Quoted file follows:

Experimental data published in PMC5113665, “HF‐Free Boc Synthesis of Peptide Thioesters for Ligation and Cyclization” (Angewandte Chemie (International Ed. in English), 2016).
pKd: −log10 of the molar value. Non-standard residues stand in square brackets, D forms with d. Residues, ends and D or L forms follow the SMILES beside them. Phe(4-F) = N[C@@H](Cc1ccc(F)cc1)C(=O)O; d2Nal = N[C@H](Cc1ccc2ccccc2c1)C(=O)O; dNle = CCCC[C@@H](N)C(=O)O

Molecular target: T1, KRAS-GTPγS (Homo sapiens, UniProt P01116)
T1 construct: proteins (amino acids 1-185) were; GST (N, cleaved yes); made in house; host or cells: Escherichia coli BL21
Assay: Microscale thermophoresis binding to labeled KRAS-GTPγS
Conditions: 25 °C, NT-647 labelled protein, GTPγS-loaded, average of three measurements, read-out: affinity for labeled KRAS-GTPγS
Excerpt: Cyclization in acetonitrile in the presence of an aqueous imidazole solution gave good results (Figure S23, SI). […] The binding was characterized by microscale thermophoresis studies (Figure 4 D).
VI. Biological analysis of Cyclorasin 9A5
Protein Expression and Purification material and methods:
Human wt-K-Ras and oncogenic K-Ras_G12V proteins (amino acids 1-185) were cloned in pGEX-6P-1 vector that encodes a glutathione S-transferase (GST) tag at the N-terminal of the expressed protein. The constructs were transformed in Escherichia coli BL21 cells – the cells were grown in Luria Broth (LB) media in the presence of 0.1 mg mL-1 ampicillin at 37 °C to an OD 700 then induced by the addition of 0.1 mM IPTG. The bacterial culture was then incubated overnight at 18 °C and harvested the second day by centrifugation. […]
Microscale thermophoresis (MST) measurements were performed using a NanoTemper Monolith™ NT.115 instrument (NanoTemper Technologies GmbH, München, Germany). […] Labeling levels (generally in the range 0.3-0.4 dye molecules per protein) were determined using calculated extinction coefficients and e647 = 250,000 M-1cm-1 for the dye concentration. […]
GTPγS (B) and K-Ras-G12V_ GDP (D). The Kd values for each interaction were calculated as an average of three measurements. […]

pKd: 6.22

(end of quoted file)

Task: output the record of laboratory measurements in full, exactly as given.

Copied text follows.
Experimental data published in PMC5113665, “HF‐Free Boc Synthesis of Peptide Thioesters for Ligation and Cyclization” (Angewandte Chemie (International Ed. in English), 2016).
pKd: −log10 of the molar value. Non-standard residues stand in square brackets, D forms with d. Residues, ends and D or L forms follow the SMILES beside them. Phe(4-F) = N[C@@H](Cc1ccc(F)cc1)C(=O)O; d2Nal = N[C@H](Cc1ccc2ccccc2c1)C(=O)O; dNle = CCCC[C@@H](N)C(=O)O

Molecular target: T1, KRAS-GTPγS (Homo sapiens, UniProt P01116)
T1 construct: proteins (amino acids 1-185) were; GST (N, cleaved yes); made in house; host or cells: Escherichia coli BL21
Assay: Microscale thermophoresis binding to labeled KRAS-GTPγS
Conditions: 25 °C, NT-647 labelled protein, GTPγS-loaded, average of three measurements, read-out: affinity for labeled KRAS-GTPγS
Excerpt: Cyclization in acetonitrile in the presence of an aqueous imidazole solution gave good results (Figure S23, SI). […] The binding was characterized by microscale thermophoresis studies (Figure 4 D).
VI. Biological analysis of Cyclorasin 9A5
Protein Expression and Purification material and methods:
Human wt-K-Ras and oncogenic K-Ras_G12V proteins (amino acids 1-185) were cloned in pGEX-6P-1 vector that encodes a glutathione S-transferase (GST) tag at the N-terminal of the expressed protein. The constructs were transformed in Escherichia coli BL21 cells – the cells were grown in Luria Broth (LB) media in the presence of 0.1 mg mL-1 ampicillin at 37 °C to an OD 700 then induced by the addition of 0.1 mM IPTG. The bacterial culture was then incubated overnight at 18 °C and harvested the second day by centrifugation. […]
Microscale thermophoresis (MST) measurements were performed using a NanoTemper Monolith™ NT.115 instrument (NanoTemper Technologies GmbH, München, Germany). […] Labeling levels (generally in the range 0.3-0.4 dye molecules per protein) were determined using calculated extinction coefficients and e647 = 250,000 M-1cm-1 for the dye concentration. […]
GTPγS (B) and K-Ras-G12V_ GDP (D). The Kd values for each interaction were calculated as an average of three measurements. […]

pKd: 6.22